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Miriam Kottler Fruend-Rosenthal


FREUND-ROSENTHAL, MIRIAM KOTTLER (1907–1999), U.S. Hadassah leader. Born in New York City, she received her Ph.D. in American history from New York University, with a specialty in American Jewish history. She taught in the New York public high schools until 1944. From 1940, Freund-Rosenthal was a member of the National Board of Hadassah and held major positions in the organization. She was Youth Aliyah chairman (1953–56) and Hadassah national president from 1956 to 1960. She was instrumental in obtaining the services of Marc Chagall as creator of the twelve stained-glass windows in the synagogue at the Hadassah Medical Center.

Freund-Rosenthal edited the Hadassah Magazine from 1966 to 1971. She served as national education chairman, national vocational education chairman, national Youth Aliyah chairman, and national Zionist affairs chairman. Following her Hadassah presidency, she served as national Bond chairman, chairman for the Chagall exhibit, and chairman of the 1965 and 1977 national youth survey committee.

In appreciation for the work she did for Youth Aliyah to help North African Jewish children in Morocco, Youth Aliyah's Ohel Miriam in the synagogue in Ramat Hadassah Szold was named in her honor.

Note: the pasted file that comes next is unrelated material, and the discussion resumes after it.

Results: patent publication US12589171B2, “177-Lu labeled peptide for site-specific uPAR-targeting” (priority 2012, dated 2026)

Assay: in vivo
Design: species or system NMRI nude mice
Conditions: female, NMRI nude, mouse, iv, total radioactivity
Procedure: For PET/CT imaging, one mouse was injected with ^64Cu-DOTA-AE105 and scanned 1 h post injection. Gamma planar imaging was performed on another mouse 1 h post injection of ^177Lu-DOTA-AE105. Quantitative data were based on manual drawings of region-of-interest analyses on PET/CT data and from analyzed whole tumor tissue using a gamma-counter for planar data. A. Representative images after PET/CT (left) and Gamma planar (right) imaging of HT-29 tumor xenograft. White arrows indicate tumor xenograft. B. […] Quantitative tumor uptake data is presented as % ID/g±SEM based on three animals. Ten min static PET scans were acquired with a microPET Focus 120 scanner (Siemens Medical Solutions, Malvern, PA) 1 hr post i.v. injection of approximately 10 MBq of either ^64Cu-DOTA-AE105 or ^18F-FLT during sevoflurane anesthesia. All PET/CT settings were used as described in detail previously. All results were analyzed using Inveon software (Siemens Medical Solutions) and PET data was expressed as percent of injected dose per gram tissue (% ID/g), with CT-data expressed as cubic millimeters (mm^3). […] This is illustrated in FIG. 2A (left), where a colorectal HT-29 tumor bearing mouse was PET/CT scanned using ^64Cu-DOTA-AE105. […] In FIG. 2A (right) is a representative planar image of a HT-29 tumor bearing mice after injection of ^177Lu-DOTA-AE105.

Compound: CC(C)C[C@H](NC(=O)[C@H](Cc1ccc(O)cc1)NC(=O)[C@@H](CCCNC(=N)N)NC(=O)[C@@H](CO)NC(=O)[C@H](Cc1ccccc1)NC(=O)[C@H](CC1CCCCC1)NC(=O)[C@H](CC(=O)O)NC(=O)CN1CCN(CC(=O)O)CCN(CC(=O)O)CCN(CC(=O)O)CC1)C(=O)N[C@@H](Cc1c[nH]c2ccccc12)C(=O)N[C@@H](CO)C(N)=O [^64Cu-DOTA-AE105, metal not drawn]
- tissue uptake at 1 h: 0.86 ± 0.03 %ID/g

Freund-Rosenthal was also a founder of the Inter-Collegiate Zionist Youth Federation of America and a founding director of the Brandeis Youth Foundation. She was a national officer of the Jewish National Fund, as well as a national vice president of the Women's Division of Brandeis University. She also served as national associate chairman for the Women's Division of State of Israel Bonds. In 1991 she was elected an American regent of the International Center for University Teaching of Jewish Civilization. She also served as national chairman of library projects, as Hadassah's national historian, and as Hadassah's United Nations non-government representative

She wrote Jewish Merchants in Colonial America (1939), Jewels for a Crown (1963), and In My Lifetime: Family, Community, Zion (1989), as well as articles on Zionism and American history. She also compiled and edited the book A Tapestry of Hadassah Memories (1994). Later in life she settled in Jerusalem.


Sources: [Gladys Rosen / Ruth Beloff (2nd ed.)]

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